*****Is going there and back to see how far it is.*****

Hi I am Jo…wife, lover, best friend and soulmate to Keith. Lover of all things to do with nature and the canals. I am passionate about the Waterways and its history.

I hope you will join me in my rambles and do please comment – I love to hear from and meet new people in blogland!

Life on the cut through my eyes.

Daisypath Anniversary tickers
*****Stay safe and warm out there..*****

Wednesday, 29 February 2012

Opposite Stretton Boatyard, north of Brewood, Shropshire Union canal to Penkridge.

Map image

 Travelled 20.1 miles, worked 8 locks in a time of 8 hours 50 minutes.

We did not make an early start because we were heading to Wheaton Aston for diesel at Turners. Despite having a later start we were still awake very early, so got up and got jobs done, I also made a Lamb Stew which would spend all day cooking slowly in the back cabin stove. Keith did us both Marmalade on Toast for breakfast.


At 8.40am we set off from our overnight mooring, leaving Sarah and Jim on their boats Chertsey and Bakewell. We would see them on the way back. We made it to Wheaton Aston Lock, where I worked, whilst Keith steered the boat. We had our first sighting of the new Canal and River Trsut logo on one of the BW vans.


A BW worker arrived to clear the debris banking up behind the lock gate.

We pulled in at Turners to fill our diesel tanks. Turners is one of the cheapest places on the cut for diesel, we ended up taking on 477.2 litres of diesel at 77.9 pence a litre, I will leave you to do the maths, all's I know is we saved ourselves a lot of money by coming to turners to fill up.


Having finished filling up with diesel, we reversed back through the bridge 'ole, at 10.15am we then winded and moored up on the sanitary station to empty a cassette, take on water and get rid of rubbish. I walked back up to the lock and set it for us after another boat had gone up in front of us, we were to over take them further up the canal after they pulled in to let us pass. Back at Stretton Wharf, Sarah and Jim were working on their boats Chertsey and Bakewell, so we got to have a quick chat with them, wishing them a good summer before me carried on towards Brewood. At Brewood not only were we constantly on tick over passing all the moored boats, there was also a fishing match taking place.


On our way again at cruising speed, I got on with making us some lunch and a coffee, I also checked on our Lamb Stew, which was cooking nicely. It seemed to take an age to get to Autherley Junction because of lots of moored boats along the way, but we eventually arrived there at 1.30pm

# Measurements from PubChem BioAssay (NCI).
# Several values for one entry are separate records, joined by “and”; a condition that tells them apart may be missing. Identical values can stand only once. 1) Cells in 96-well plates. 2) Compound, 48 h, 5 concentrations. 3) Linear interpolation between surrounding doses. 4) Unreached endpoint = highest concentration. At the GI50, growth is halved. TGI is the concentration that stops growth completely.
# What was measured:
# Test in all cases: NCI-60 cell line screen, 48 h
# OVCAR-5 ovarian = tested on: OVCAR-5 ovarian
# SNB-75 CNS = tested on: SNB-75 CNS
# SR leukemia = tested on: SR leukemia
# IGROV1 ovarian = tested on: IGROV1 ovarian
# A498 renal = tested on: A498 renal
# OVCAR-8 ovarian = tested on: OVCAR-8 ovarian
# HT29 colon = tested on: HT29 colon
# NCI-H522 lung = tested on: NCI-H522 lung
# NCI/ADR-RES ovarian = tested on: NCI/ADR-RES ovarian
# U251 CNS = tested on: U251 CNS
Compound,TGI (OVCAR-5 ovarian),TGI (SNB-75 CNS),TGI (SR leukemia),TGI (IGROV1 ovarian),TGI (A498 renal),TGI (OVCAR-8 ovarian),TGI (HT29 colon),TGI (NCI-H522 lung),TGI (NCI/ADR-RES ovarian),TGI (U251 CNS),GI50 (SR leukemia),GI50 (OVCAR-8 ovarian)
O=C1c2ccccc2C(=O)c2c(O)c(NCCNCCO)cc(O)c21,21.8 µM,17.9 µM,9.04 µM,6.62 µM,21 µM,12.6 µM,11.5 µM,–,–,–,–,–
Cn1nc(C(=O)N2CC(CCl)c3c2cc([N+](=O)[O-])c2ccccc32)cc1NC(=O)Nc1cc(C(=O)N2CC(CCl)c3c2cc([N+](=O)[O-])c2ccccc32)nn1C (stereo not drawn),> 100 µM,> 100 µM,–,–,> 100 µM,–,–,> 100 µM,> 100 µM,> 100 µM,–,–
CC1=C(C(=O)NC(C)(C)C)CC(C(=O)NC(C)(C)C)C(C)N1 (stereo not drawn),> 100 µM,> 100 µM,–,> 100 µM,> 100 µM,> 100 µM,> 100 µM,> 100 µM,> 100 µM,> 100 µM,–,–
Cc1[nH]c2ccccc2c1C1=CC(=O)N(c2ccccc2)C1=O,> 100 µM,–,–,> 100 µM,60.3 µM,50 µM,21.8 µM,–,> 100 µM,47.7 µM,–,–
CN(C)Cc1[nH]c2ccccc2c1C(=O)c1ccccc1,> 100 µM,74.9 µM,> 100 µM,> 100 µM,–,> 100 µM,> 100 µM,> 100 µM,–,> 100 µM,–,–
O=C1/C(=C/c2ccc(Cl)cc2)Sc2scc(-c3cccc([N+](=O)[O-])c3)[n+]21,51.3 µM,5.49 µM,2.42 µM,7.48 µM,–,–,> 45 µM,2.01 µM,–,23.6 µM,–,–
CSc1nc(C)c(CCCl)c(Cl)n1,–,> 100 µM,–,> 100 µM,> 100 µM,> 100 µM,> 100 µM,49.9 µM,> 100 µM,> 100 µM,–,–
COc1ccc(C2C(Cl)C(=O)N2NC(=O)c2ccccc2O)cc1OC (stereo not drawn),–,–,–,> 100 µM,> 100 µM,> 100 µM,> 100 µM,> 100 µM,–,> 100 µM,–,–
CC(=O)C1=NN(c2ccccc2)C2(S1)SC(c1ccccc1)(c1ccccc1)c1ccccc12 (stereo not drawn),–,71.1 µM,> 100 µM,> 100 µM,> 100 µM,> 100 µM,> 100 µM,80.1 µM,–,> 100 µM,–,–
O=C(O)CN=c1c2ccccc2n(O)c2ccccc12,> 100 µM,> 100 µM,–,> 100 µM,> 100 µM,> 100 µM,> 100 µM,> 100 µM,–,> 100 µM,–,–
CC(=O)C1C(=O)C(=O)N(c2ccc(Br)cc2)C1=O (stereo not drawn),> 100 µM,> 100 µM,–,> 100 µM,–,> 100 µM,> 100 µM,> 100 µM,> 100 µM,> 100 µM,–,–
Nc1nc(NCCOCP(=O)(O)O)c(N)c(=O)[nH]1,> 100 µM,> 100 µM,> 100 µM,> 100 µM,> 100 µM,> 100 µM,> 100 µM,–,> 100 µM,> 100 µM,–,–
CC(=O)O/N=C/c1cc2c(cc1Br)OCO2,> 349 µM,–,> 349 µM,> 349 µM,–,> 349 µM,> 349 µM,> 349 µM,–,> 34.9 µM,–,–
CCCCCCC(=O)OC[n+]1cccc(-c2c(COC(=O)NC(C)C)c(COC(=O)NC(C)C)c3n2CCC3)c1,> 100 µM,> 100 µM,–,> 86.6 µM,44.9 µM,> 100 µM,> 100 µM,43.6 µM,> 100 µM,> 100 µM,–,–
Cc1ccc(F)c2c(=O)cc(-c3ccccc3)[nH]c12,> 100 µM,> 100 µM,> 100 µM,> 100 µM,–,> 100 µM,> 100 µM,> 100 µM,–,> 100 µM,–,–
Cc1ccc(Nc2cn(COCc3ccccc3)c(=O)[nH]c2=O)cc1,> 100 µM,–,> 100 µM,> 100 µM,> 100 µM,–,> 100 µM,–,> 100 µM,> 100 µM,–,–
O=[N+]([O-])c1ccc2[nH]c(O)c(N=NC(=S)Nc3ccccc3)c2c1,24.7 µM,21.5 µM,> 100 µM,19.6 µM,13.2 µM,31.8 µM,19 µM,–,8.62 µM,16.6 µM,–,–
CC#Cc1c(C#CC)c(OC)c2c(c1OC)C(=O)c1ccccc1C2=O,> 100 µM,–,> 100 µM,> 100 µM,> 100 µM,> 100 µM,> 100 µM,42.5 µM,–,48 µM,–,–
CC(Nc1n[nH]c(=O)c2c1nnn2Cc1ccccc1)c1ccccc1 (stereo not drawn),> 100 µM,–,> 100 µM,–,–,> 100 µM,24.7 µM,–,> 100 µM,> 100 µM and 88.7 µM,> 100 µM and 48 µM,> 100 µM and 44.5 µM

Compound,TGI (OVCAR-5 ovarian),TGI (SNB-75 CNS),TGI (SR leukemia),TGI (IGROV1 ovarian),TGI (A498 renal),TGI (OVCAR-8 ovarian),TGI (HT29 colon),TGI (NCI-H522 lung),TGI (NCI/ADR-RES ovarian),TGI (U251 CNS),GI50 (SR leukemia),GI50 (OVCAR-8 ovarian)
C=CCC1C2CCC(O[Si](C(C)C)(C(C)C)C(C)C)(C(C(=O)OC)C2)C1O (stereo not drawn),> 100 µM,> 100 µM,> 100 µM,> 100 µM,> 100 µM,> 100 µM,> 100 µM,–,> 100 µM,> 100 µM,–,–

We turned back on to the Staffs and Worcs Canal and found we had a plastic cruiser behind us, so we allowed it to pass, as it would be much quicker than us and with the narrows coming up we felt he should go first. Thankfully we did not meet anyone in the narrows.


It was lovely to see we were not the only ones enjoying the cut today. These youngsters were having a whale of a time.

kingfisher 3

This little chap happily sat and allowed me to photograph it. I am a huge fan of the Kingfisher.


We arrived at Gailey and the 3rd lock of the day, as the sun was beginning to set.

By the time we reached Robaston Lock the sun was beginning to set and we had a boat coming in the other direction, as the lock was empty I opened the gates ready for them to enter the lock. As I worked the lock for us, I stood and watched the sun setting, with the noise of the M6 behind me. The stunning sight of the sun setting, drowned out the noise of the traffic. Whilst we carried on, I fed Mog and Dog.


Having done Otherton Lock we made our way to the 48 hour moorings at Cross Keys Bridge. We moored up in front of Monarch and Grimsby belonging to Viv and Simon. It was another long and yet rewarding day. By the time we stopped it was 6.10pm, so Keith took Paddy for his evening walk and I dished up our Lamb Stew and Dumplings, which was much needed after such a long day. I have a feeling we will be in bed early again tonight, because I know I am shattered.

Chat soon xx

Tuesday, 28 February 2012

Roseford Bridge No.94, Staffs & Worcs canal, Acton Trussell to moored opposite Stretton Boatyard, north of Brewood, Shropshire Union canal.


Travelled 20.8 miles, worked 11 locks in a time of 9 hours, 25 minutes.

We set off at 8.05am towards my first lock of the day.


Shutt Hill Lock was in our favour, which was a good start to what was going to be a very long day.